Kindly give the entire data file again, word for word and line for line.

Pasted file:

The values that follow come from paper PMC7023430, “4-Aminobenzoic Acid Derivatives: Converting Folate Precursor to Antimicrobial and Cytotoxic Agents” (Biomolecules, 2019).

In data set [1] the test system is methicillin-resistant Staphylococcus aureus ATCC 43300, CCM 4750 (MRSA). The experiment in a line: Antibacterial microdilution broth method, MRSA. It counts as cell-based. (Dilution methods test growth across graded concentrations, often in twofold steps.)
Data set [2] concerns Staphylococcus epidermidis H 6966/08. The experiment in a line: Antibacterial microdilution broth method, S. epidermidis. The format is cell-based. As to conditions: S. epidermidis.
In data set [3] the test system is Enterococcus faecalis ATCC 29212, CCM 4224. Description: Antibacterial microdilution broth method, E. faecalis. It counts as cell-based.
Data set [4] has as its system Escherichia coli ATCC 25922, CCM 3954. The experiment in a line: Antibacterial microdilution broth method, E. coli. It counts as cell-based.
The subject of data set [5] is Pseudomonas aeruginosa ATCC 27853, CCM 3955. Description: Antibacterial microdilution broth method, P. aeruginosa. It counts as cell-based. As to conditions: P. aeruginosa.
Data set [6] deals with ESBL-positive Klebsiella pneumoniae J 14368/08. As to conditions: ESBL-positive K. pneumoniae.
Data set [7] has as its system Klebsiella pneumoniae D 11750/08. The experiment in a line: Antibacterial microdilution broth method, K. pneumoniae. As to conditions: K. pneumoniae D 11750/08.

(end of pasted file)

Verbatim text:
The values that follow come from paper PMC7023430, “4-Aminobenzoic Acid Derivatives: Converting Folate Precursor to Antimicrobial and Cytotoxic Agents” (Biomolecules, 2019).

In data set [1] the test system is methicillin-resistant Staphylococcus aureus ATCC 43300, CCM 4750 (MRSA). The experiment in a line: Antibacterial microdilution broth method, MRSA. It counts as cell-based. (Dilution methods test growth across graded concentrations, often in twofold steps.)
Data set [2] concerns Staphylococcus epidermidis H 6966/08. The experiment in a line: Antibacterial microdilution broth method, S. epidermidis. The format is cell-based. As to conditions: S. epidermidis.
In data set [3] the test system is Enterococcus faecalis ATCC 29212, CCM 4224. Description: Antibacterial microdilution broth method, E. faecalis. It counts as cell-based.
Data set [4] has as its system Escherichia coli ATCC 25922, CCM 3954. The experiment in a line: Antibacterial microdilution broth method, E. coli. It counts as cell-based.
The subject of data set [5] is Pseudomonas aeruginosa ATCC 27853, CCM 3955. Description: Antibacterial microdilution broth method, P. aeruginosa. It counts as cell-based. As to conditions: P. aeruginosa.
Data set [6] deals with ESBL-positive Klebsiella pneumoniae J 14368/08. As to conditions: ESBL-positive K. pneumoniae.
Data set [7] has as its system Klebsiella pneumoniae D 11750/08. The experiment in a line: Antibacterial microdilution broth method, K. pneumoniae. As to conditions: K. pneumoniae D 11750/08.